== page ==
The Outer Worlds and Its Ridiculously Good Writing
We have said it many times, and we will say it again - The Outer Worlds is a shining gem inside the gallery of modern sci-fi RPGs.
It's a jovial mix of thriller and comedy, of otherwordly and all-too-familiar, of Fallout franchise and TV series Firefly, of loud combat and quirky dialogue.
It's the kind of a game that puts a lot of focus on the personality of its NPCs and the world, as well as the party companions, and even the player as it manifests through their dialog options and quest choices. Most of the locations you visit will have peculiar stories to tell, NPCs you talk to will make an impression, your companions will react to the events and ask you questions, and your character will develop a detailed personality through how he or she responds to the surrounding people and what they say in return.
So, who are the masterminds behind The Outer Worlds' ridiculously polished story and characters?
The lead writers of the team are Leonard Boyarsky (also a co-director) and Megan Starks, followed by Kate Dollarhyde and Chris L'Etoile.
You might know Leonard Boyarsky from the first Fallout game and Diablo III, while Megan Starks might ring a bell with Pillars of Eternity II and Tyranny. Kate Dollarhyde was another writer working on the Pillars of Eternity series, and Chris L'Etoile is known for his work with the Mass Effect series. Now the saturated storyline and quirky characters begin to make much more sense - The Outer Worlds truly has a little bit of everything from each of these big titles.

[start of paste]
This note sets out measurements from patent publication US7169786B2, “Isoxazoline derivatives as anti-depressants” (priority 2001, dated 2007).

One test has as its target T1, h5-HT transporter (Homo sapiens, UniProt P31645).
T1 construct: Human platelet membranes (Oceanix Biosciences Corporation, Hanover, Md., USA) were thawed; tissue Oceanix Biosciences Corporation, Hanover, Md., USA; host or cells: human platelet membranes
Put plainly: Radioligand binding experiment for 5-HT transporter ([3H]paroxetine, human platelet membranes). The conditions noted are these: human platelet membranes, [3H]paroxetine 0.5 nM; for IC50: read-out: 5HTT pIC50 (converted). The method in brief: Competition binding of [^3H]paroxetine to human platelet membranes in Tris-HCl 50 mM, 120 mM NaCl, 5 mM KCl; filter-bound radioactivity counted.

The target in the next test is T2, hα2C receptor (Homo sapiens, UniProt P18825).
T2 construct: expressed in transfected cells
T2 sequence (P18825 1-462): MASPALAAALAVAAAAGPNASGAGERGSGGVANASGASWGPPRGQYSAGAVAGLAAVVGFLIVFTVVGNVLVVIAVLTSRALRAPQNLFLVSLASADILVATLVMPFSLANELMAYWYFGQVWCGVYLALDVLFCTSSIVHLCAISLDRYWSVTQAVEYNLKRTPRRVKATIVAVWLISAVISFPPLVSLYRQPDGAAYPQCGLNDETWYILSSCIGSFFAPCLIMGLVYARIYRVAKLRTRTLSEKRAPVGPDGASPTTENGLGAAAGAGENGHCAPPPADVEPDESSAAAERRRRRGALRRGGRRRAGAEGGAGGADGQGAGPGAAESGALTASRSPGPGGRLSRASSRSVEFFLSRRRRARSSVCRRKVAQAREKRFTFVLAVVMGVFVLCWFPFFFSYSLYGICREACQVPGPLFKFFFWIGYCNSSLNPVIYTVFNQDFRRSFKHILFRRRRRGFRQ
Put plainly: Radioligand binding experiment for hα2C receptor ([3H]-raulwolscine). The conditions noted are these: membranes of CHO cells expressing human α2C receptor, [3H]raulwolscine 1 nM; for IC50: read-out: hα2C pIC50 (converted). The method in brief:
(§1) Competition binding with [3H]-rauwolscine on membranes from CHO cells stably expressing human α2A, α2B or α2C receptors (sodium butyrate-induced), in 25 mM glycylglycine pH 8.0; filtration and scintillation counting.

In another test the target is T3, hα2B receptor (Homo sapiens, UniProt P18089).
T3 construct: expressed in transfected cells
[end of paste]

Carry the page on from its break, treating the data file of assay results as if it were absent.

Obsidian has a long history with its ups and down under Bethesda, as an independent entity, collaborating with smaller organizations, and now under Microsoft. They most definitely didn't have a tremendous budget to invest into the title, and they probably didn't have much time to act to preserve their spot in the industry.
Under all of this pressure, Obsidian still found a way to make the game's content work and, as many fans will insist, they did a very impressive job with what resources they had available.